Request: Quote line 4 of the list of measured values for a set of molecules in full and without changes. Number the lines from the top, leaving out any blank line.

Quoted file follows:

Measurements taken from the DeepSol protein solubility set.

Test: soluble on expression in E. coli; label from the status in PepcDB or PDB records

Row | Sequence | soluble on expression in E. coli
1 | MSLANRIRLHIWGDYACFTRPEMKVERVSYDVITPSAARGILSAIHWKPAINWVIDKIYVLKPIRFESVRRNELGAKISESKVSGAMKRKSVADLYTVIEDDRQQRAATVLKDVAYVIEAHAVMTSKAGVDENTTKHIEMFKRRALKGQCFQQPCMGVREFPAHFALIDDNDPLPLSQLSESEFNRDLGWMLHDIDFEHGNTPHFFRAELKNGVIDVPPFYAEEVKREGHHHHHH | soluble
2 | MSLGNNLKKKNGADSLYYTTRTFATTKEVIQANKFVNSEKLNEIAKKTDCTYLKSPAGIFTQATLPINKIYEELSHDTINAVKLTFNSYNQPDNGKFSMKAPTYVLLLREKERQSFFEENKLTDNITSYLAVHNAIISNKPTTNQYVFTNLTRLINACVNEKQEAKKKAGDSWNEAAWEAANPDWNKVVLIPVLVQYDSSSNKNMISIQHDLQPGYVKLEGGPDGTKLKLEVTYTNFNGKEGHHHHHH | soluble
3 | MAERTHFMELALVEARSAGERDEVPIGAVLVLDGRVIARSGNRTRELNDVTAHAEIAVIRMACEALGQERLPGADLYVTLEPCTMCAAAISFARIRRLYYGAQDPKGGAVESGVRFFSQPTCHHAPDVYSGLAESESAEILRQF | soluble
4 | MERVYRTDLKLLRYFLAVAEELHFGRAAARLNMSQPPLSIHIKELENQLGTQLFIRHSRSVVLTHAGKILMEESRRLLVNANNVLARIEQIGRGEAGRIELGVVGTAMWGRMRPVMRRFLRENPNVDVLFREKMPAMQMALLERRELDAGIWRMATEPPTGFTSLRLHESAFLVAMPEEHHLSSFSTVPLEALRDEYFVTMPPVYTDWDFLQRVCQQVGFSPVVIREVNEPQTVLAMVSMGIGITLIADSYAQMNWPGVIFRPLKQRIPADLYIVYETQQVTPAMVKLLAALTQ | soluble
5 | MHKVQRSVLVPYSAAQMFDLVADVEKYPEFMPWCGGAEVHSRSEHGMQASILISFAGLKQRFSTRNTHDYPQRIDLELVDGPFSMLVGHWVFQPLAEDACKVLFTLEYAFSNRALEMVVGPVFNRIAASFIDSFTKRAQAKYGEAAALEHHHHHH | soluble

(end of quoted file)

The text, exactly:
1 | MSLANRIRLHIWGDYACFTRPEMKVERVSYDVITPSAARGILSAIHWKPAINWVIDKIYVLKPIRFESVRRNELGAKISESKVSGAMKRKSVADLYTVIEDDRQQRAATVLKDVAYVIEAHAVMTSKAGVDENTTKHIEMFKRRALKGQCFQQPCMGVREFPAHFALIDDNDPLPLSQLSESEFNRDLGWMLHDIDFEHGNTPHFFRAELKNGVIDVPPFYAEEVKREGHHHHHH | soluble